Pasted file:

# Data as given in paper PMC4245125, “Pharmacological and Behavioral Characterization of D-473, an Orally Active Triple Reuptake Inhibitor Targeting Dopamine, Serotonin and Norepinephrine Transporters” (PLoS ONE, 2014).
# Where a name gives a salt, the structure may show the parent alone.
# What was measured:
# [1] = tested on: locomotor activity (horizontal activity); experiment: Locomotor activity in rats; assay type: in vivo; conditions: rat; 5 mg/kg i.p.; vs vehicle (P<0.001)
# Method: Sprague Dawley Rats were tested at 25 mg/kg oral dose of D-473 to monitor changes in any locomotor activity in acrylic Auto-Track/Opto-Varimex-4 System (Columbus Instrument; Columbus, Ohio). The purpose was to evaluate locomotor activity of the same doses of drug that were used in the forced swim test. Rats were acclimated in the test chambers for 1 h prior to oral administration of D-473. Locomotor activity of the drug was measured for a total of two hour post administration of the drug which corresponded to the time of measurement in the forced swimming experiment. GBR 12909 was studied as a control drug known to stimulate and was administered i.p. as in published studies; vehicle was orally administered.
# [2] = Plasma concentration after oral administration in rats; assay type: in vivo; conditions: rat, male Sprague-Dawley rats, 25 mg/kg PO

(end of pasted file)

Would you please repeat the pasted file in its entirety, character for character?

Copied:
# Data as given in paper PMC4245125, “Pharmacological and Behavioral Characterization of D-473, an Orally Active Triple Reuptake Inhibitor Targeting Dopamine, Serotonin and Norepinephrine Transporters” (PLoS ONE, 2014).
# Where a name gives a salt, the structure may show the parent alone.
# What was measured:
# [1] = tested on: locomotor activity (horizontal activity); experiment: Locomotor activity in rats; assay type: in vivo; conditions: rat; 5 mg/kg i.p.; vs vehicle (P<0.001)
# Method: Sprague Dawley Rats were tested at 25 mg/kg oral dose of D-473 to monitor changes in any locomotor activity in acrylic Auto-Track/Opto-Varimex-4 System (Columbus Instrument; Columbus, Ohio). The purpose was to evaluate locomotor activity of the same doses of drug that were used in the forced swim test. Rats were acclimated in the test chambers for 1 h prior to oral administration of D-473. Locomotor activity of the drug was measured for a total of two hour post administration of the drug which corresponded to the time of measurement in the forced swimming experiment. GBR 12909 was studied as a control drug known to stimulate and was administered i.p. as in published studies; vehicle was orally administered.
# [2] = Plasma concentration after oral administration in rats; assay type: in vivo; conditions: rat, male Sprague-Dawley rats, 25 mg/kg PO